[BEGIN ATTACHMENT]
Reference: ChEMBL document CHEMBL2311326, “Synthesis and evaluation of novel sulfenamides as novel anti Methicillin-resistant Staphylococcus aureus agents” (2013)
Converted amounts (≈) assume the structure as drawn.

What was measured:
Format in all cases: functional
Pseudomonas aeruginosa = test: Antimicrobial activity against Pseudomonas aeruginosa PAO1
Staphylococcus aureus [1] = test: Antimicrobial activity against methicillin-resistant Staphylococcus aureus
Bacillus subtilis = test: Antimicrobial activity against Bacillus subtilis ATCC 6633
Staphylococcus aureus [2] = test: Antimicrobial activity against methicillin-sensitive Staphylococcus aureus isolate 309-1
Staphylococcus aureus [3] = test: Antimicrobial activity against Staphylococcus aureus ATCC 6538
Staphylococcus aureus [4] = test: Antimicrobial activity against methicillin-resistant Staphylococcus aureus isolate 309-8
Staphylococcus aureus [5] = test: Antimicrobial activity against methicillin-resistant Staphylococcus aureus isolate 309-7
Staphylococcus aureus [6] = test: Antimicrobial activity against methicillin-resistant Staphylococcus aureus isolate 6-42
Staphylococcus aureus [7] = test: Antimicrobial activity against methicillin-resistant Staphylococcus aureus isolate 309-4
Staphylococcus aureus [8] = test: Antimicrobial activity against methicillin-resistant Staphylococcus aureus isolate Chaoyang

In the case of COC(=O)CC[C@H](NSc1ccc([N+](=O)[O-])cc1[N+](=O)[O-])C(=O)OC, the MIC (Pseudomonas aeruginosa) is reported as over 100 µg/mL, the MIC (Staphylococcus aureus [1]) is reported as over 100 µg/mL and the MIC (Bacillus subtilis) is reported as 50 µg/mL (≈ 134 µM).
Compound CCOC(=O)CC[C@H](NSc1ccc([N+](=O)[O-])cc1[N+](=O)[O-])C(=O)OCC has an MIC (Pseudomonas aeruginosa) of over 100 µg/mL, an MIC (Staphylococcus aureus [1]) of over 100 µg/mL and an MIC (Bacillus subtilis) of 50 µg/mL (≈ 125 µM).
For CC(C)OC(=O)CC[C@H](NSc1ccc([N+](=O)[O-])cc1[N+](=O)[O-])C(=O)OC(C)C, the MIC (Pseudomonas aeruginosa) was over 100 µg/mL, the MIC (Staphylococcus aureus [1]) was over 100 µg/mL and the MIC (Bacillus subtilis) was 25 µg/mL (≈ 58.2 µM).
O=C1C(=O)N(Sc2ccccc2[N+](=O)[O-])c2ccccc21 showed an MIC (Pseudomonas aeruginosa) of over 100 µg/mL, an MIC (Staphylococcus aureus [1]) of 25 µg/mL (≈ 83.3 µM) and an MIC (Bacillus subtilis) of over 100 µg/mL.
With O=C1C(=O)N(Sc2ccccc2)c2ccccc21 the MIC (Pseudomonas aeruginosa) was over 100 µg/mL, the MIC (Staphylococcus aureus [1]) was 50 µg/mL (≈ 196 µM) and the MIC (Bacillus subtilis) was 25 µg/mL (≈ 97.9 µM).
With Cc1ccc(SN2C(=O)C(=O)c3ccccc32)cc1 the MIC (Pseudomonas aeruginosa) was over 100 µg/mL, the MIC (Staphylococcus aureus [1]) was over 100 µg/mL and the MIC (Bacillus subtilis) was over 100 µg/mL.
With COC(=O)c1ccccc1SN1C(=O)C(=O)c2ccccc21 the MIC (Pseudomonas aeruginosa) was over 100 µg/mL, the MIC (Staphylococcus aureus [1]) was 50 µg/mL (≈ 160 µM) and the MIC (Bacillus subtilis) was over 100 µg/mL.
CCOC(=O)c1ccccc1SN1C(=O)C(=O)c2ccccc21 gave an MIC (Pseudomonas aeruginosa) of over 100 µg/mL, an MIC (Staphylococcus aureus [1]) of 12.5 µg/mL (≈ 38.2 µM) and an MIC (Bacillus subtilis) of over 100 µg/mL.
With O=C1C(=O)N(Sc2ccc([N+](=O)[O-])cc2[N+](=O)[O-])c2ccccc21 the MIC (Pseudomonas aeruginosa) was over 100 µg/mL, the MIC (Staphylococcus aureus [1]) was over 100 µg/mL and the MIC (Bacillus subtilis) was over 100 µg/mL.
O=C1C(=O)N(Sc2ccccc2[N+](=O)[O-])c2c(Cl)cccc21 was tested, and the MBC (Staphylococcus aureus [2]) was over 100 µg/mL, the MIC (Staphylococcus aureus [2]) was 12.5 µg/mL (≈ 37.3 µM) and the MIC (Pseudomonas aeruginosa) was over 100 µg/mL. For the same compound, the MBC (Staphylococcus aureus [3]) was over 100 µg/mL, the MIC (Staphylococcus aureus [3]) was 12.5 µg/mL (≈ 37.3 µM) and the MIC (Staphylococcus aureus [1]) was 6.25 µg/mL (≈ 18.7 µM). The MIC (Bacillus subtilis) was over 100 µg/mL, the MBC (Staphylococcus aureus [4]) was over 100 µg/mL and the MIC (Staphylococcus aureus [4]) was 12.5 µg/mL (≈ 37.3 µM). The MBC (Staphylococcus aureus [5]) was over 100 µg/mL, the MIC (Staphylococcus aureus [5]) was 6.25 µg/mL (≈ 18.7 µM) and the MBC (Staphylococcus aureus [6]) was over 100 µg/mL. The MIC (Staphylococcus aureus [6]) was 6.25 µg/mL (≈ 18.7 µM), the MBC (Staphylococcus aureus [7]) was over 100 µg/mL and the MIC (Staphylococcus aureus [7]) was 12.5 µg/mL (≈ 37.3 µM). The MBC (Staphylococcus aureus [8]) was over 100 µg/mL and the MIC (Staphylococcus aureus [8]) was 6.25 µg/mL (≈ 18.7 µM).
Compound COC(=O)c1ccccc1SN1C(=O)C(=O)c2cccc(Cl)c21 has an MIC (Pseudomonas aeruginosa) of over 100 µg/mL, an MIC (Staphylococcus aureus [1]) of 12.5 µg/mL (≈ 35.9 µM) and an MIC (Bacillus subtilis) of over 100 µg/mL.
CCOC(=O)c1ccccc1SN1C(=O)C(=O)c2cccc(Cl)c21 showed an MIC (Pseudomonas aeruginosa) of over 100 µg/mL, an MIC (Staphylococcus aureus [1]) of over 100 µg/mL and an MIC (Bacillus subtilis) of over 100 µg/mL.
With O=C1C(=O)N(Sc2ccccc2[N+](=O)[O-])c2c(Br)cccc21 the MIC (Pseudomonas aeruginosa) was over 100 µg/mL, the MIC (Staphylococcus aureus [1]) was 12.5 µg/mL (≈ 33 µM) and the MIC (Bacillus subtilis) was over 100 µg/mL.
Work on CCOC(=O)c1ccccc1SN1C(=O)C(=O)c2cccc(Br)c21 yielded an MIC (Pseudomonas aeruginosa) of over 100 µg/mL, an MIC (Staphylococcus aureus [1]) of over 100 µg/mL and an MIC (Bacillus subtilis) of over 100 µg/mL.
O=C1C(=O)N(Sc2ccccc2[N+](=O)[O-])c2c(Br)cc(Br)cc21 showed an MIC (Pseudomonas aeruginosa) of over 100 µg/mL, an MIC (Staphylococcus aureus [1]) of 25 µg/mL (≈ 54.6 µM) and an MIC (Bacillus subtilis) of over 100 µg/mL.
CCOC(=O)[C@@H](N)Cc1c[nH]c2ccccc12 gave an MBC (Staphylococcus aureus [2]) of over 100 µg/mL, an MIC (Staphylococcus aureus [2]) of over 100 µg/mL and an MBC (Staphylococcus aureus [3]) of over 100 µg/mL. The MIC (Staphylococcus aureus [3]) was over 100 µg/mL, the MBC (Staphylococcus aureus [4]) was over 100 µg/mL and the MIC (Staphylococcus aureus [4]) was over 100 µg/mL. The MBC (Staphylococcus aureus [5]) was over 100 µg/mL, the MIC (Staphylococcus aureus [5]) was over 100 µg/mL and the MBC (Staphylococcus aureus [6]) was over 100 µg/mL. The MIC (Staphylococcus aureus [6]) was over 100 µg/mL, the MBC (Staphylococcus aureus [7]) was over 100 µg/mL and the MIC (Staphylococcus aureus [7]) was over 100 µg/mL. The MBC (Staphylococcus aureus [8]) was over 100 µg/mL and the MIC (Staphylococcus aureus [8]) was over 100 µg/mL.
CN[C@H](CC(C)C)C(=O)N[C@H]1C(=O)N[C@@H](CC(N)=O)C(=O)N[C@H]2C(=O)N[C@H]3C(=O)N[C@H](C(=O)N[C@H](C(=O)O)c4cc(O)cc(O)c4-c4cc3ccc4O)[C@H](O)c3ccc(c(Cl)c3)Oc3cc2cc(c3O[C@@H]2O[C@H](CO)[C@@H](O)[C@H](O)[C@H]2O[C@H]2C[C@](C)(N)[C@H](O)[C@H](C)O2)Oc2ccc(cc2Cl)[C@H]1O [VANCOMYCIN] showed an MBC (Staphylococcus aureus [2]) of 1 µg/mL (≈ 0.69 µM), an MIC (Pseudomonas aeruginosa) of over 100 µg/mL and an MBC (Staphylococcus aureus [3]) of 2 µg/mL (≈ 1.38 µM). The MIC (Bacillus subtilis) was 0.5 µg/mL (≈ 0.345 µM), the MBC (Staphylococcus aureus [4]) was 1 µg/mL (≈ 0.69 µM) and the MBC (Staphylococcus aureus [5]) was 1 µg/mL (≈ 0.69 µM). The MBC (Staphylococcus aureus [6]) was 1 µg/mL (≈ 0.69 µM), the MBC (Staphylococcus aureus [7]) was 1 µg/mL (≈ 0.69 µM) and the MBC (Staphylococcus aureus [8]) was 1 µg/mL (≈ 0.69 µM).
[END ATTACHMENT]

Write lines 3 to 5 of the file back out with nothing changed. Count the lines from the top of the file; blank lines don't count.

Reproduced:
What was measured:
Format in all cases: functional
Pseudomonas aeruginosa = test: Antimicrobial activity against Pseudomonas aeruginosa PAO1